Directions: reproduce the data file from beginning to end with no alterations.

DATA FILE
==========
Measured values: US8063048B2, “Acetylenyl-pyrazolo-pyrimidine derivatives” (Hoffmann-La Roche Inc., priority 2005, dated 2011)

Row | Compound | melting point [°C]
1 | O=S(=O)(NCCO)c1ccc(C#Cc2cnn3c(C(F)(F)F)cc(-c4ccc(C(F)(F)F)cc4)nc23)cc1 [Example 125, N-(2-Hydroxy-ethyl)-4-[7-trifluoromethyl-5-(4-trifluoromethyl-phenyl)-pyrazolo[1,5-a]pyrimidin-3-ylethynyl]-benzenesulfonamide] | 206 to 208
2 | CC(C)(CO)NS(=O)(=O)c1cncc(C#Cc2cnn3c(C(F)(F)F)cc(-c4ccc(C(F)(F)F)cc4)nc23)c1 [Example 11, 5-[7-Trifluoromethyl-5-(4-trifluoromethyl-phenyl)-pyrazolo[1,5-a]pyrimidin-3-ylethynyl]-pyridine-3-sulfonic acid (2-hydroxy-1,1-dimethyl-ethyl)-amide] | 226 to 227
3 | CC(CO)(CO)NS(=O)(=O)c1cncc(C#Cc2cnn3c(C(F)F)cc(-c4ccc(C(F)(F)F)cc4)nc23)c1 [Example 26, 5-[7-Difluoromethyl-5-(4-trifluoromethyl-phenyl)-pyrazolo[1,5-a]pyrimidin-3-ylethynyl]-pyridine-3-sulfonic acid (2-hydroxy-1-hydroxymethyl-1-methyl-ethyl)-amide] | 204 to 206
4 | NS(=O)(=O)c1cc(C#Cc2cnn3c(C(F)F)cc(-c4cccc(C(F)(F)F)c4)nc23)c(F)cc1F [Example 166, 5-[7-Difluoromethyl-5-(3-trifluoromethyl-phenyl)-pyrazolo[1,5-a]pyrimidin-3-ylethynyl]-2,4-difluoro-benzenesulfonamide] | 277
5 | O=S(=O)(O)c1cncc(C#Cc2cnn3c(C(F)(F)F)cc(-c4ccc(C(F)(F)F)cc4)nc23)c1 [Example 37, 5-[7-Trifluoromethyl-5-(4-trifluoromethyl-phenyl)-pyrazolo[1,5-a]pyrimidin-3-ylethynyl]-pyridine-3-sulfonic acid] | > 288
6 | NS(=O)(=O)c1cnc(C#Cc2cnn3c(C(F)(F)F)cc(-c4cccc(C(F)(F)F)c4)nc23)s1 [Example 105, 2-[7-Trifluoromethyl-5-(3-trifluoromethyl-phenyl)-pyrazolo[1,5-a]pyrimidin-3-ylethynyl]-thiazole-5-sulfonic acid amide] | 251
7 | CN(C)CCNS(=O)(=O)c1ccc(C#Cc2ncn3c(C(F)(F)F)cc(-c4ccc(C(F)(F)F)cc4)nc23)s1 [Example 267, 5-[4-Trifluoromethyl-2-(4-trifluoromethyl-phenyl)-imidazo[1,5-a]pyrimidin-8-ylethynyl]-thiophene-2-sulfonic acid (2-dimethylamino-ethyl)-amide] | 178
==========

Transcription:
Measured values: US8063048B2, “Acetylenyl-pyrazolo-pyrimidine derivatives” (Hoffmann-La Roche Inc., priority 2005, dated 2011)

Row | Compound | melting point [°C]
1 | O=S(=O)(NCCO)c1ccc(C#Cc2cnn3c(C(F)(F)F)cc(-c4ccc(C(F)(F)F)cc4)nc23)cc1 [Example 125, N-(2-Hydroxy-ethyl)-4-[7-trifluoromethyl-5-(4-trifluoromethyl-phenyl)-pyrazolo[1,5-a]pyrimidin-3-ylethynyl]-benzenesulfonamide] | 206 to 208
2 | CC(C)(CO)NS(=O)(=O)c1cncc(C#Cc2cnn3c(C(F)(F)F)cc(-c4ccc(C(F)(F)F)cc4)nc23)c1 [Example 11, 5-[7-Trifluoromethyl-5-(4-trifluoromethyl-phenyl)-pyrazolo[1,5-a]pyrimidin-3-ylethynyl]-pyridine-3-sulfonic acid (2-hydroxy-1,1-dimethyl-ethyl)-amide] | 226 to 227
3 | CC(CO)(CO)NS(=O)(=O)c1cncc(C#Cc2cnn3c(C(F)F)cc(-c4ccc(C(F)(F)F)cc4)nc23)c1 [Example 26, 5-[7-Difluoromethyl-5-(4-trifluoromethyl-phenyl)-pyrazolo[1,5-a]pyrimidin-3-ylethynyl]-pyridine-3-sulfonic acid (2-hydroxy-1-hydroxymethyl-1-methyl-ethyl)-amide] | 204 to 206
4 | NS(=O)(=O)c1cc(C#Cc2cnn3c(C(F)F)cc(-c4cccc(C(F)(F)F)c4)nc23)c(F)cc1F [Example 166, 5-[7-Difluoromethyl-5-(3-trifluoromethyl-phenyl)-pyrazolo[1,5-a]pyrimidin-3-ylethynyl]-2,4-difluoro-benzenesulfonamide] | 277
5 | O=S(=O)(O)c1cncc(C#Cc2cnn3c(C(F)(F)F)cc(-c4ccc(C(F)(F)F)cc4)nc23)c1 [Example 37, 5-[7-Trifluoromethyl-5-(4-trifluoromethyl-phenyl)-pyrazolo[1,5-a]pyrimidin-3-ylethynyl]-pyridine-3-sulfonic acid] | > 288
6 | NS(=O)(=O)c1cnc(C#Cc2cnn3c(C(F)(F)F)cc(-c4cccc(C(F)(F)F)c4)nc23)s1 [Example 105, 2-[7-Trifluoromethyl-5-(3-trifluoromethyl-phenyl)-pyrazolo[1,5-a]pyrimidin-3-ylethynyl]-thiazole-5-sulfonic acid amide] | 251
7 | CN(C)CCNS(=O)(=O)c1ccc(C#Cc2ncn3c(C(F)(F)F)cc(-c4ccc(C(F)(F)F)cc4)nc23)s1 [Example 267, 5-[4-Trifluoromethyl-2-(4-trifluoromethyl-phenyl)-imidazo[1,5-a]pyrimidin-8-ylethynyl]-thiophene-2-sulfonic acid (2-dimethylamino-ethyl)-amide] | 178